ANALYSIS | Mpumelelo Mkhabela: Covid-19 and the trajectory of the Ramaphosa presidency

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President Cyril Ramaphosa is currently walking a tightrope as he, together with Cabinet fast track regulations as the country is set to move to alert Level 3 on Monday. (GCIS)
President Cyril Ramaphosa is currently walking a tightrope as he, together with Cabinet fast track regulations as the country is set to move to alert Level 3 on Monday. (GCIS)

Ramaphosa started on a high, while the virus was on the low. Now that the virus is on steady upward trajectory, he seems to be going in the opposite direction.


On 24 May President Cyril Ramaphosa ended his Covid-19 address to the nation on a confusing note. “It is now in your hands,” he said, quoting from Nelson Mandela. 

He left it open to interpretations, of which two immediately come to mind. One interpretation is this.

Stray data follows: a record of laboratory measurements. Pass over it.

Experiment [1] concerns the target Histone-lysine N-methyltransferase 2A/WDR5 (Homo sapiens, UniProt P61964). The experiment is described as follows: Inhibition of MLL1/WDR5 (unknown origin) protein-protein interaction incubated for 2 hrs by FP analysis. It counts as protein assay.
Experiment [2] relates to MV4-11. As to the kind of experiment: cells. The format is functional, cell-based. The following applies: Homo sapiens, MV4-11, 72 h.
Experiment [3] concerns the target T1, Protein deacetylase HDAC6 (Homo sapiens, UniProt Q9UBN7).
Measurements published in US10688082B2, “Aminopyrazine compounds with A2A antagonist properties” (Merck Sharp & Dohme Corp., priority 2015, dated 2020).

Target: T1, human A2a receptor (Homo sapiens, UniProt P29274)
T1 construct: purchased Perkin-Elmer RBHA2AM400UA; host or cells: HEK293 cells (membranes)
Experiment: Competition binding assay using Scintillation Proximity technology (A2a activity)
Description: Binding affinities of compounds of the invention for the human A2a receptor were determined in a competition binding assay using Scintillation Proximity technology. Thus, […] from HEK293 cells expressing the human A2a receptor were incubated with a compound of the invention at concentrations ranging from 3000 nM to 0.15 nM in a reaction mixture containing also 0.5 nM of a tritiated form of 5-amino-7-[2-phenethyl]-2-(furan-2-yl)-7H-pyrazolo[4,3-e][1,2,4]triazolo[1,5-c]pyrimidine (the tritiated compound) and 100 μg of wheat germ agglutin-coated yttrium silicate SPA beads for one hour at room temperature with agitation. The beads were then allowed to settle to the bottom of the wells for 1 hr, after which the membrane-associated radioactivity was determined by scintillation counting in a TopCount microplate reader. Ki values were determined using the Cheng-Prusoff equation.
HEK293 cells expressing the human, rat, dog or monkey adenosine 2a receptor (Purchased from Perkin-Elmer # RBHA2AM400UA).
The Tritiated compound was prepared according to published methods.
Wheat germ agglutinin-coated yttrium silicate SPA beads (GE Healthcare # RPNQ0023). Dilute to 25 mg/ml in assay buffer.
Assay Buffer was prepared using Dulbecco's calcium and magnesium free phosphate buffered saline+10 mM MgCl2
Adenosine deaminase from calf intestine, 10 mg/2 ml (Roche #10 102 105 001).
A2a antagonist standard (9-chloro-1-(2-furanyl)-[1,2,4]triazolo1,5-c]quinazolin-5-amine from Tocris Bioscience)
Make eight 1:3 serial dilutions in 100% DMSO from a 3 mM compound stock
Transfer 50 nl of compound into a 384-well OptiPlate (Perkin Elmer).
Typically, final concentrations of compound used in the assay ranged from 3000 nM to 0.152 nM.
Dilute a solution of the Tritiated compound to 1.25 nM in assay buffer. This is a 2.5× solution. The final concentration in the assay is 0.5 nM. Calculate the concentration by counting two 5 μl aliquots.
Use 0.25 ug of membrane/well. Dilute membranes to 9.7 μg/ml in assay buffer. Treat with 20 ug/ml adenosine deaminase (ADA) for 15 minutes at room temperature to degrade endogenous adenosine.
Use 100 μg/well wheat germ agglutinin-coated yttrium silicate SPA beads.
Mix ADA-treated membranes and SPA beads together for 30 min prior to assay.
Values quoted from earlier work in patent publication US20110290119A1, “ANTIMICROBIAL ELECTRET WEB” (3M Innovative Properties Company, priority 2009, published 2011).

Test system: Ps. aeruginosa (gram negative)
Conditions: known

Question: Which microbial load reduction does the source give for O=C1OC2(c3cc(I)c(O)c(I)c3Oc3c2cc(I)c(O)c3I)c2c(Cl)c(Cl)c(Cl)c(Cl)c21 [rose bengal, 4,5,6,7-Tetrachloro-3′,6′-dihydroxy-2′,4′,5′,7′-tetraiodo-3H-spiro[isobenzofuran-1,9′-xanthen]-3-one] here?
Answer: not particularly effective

Given the fact that the speech was announcing his decision to move the country from Alert Level 4 to Alert Level 3, following much public debate and push from various interest groups to ease the hard lockdown, "leaving it in your hands" could mean the president is challenging the nation to deal with whatever consequences will result from the easing.  

Another interpretation could be that he made a mistake by not qualifying the quote.

The "you" should be understood as "we, the nation".

In other words, "it’s in our hands". In this sense, he wasn't disengaging.  

This is because in the preceding sentence, he said: "In meeting this grave challenge, we will move ahead as one people, united in action, and determined that we will surely overcome."